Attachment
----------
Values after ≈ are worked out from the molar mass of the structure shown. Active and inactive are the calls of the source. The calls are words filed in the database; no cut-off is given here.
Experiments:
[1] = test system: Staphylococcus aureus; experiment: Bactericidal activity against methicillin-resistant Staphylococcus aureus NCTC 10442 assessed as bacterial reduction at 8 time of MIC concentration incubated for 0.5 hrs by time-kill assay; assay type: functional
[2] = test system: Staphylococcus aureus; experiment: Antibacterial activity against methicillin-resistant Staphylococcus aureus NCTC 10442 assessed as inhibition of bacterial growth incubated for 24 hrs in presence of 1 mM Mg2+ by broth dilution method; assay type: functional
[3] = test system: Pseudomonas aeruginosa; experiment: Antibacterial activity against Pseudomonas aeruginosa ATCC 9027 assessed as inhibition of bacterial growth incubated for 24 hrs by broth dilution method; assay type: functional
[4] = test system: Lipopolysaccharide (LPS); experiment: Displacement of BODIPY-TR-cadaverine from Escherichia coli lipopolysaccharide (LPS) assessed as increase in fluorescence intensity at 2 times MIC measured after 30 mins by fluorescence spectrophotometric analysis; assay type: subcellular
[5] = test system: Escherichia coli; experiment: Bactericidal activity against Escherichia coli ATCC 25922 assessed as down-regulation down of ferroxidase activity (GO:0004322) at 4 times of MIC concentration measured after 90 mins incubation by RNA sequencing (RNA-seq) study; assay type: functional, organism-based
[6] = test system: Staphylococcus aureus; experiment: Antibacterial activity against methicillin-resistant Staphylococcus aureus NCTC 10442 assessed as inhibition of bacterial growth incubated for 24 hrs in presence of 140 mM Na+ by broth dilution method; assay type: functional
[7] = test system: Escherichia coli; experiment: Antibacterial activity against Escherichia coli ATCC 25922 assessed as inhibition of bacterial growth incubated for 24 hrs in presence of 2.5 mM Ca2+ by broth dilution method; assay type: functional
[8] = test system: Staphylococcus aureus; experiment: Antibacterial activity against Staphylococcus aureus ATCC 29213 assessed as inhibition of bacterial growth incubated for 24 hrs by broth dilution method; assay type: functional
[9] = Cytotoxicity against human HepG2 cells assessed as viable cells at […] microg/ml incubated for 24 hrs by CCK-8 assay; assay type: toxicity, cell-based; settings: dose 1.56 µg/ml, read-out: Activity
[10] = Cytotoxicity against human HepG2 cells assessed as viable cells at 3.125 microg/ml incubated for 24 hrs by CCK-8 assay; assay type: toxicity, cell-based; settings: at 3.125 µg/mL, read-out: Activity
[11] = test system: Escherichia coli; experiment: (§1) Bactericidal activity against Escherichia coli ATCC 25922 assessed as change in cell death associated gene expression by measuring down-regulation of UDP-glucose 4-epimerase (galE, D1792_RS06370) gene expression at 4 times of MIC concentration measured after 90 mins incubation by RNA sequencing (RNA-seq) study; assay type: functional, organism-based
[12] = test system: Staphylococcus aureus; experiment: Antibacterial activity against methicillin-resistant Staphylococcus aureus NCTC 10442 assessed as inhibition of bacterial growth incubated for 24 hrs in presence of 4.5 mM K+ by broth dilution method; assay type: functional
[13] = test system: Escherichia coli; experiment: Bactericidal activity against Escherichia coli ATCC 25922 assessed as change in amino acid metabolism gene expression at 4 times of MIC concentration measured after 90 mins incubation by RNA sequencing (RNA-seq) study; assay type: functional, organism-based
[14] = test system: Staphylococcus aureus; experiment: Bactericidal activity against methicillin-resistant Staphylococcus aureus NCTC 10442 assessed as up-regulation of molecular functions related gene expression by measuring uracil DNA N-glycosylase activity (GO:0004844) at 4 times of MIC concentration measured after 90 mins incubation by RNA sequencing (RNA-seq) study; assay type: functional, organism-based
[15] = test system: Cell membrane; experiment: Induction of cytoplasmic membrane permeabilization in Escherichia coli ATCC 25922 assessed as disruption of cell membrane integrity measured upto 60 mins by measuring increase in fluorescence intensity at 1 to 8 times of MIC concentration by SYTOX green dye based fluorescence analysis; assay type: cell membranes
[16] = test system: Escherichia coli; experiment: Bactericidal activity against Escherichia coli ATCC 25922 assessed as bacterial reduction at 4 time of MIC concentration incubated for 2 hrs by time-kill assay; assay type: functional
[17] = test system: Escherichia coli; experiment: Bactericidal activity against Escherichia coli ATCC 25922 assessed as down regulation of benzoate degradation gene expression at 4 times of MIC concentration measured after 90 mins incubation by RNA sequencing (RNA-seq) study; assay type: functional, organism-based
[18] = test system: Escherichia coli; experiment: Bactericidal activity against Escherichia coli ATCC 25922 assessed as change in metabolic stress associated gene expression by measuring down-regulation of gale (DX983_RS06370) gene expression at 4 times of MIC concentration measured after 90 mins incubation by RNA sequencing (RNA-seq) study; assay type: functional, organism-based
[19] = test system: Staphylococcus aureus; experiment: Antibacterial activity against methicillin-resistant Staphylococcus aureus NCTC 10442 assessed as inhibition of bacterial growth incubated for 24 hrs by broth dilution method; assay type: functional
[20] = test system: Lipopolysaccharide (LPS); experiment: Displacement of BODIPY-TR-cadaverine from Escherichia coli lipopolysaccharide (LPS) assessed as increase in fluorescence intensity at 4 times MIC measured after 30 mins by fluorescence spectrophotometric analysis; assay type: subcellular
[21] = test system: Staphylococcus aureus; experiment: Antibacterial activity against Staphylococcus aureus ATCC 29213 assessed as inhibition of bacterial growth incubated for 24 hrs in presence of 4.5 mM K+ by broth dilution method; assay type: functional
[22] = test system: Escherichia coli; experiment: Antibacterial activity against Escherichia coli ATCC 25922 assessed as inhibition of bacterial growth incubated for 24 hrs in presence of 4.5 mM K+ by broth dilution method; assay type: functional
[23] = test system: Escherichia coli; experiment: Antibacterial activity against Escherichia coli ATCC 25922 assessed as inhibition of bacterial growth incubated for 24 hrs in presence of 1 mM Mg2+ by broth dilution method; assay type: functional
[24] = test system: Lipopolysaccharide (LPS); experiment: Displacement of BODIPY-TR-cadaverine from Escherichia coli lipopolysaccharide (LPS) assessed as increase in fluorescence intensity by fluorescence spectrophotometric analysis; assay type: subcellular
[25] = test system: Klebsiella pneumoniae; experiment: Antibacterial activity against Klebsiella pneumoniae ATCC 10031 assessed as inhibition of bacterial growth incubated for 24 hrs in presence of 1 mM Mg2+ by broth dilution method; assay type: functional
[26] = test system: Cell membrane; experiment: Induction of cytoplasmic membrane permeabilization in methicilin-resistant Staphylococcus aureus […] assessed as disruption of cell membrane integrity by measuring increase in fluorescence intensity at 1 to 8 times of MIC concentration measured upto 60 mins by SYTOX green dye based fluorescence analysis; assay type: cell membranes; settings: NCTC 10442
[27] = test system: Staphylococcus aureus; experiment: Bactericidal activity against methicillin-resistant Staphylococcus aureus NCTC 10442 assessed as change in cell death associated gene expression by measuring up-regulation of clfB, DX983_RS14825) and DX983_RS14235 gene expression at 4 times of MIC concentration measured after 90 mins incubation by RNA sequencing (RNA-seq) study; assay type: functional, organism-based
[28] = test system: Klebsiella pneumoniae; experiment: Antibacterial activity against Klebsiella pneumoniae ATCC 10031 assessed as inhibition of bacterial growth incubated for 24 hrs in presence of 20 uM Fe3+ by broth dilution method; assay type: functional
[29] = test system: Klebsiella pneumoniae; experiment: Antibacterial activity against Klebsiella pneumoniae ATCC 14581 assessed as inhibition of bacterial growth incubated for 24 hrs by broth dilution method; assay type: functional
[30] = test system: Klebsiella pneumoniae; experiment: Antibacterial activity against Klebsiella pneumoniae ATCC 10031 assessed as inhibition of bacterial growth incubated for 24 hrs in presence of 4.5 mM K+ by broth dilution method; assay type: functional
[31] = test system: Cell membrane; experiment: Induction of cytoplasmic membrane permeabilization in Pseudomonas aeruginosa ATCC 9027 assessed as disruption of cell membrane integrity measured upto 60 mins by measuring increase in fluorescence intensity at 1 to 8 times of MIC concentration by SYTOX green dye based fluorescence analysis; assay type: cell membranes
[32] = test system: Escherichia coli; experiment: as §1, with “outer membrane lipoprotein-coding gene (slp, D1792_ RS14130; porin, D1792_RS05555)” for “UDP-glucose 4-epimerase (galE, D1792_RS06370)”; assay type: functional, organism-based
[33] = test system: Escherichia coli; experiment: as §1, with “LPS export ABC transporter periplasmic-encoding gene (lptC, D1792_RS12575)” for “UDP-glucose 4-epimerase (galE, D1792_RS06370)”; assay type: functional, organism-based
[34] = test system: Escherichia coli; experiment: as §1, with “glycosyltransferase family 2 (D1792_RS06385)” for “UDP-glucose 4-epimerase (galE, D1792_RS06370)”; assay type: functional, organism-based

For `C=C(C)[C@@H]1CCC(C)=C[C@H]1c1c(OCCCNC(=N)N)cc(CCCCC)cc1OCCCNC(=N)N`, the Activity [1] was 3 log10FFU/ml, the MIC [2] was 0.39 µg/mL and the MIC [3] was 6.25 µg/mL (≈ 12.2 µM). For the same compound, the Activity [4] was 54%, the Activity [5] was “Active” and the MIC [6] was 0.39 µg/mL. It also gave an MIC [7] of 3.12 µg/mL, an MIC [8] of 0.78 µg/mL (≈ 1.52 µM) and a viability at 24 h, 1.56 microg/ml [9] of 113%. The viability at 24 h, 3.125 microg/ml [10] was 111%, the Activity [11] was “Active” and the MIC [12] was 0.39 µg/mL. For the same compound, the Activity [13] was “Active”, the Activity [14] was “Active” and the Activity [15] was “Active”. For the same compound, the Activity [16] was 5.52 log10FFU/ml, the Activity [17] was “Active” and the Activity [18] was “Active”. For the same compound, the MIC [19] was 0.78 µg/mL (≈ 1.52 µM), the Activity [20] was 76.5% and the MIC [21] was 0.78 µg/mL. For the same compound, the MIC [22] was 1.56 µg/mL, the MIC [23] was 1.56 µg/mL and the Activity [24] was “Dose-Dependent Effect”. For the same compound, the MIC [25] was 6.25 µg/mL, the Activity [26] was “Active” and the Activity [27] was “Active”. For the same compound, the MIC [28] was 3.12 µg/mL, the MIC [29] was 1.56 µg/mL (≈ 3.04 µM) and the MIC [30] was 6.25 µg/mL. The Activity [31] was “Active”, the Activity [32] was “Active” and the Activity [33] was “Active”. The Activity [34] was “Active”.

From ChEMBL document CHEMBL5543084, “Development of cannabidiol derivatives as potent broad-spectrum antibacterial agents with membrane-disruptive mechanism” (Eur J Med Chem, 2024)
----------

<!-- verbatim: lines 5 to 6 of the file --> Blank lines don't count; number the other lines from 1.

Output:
[3] = test system: Pseudomonas aeruginosa; experiment: Antibacterial activity against Pseudomonas aeruginosa ATCC 9027 assessed as inhibition of bacterial growth incubated for 24 hrs by broth dilution method; assay type: functional
[4] = test system: Lipopolysaccharide (LPS); experiment: Displacement of BODIPY-TR-cadaverine from Escherichia coli lipopolysaccharide (LPS) assessed as increase in fluorescence intensity at 2 times MIC measured after 30 mins by fluorescence spectrophotometric analysis; assay type: subcellular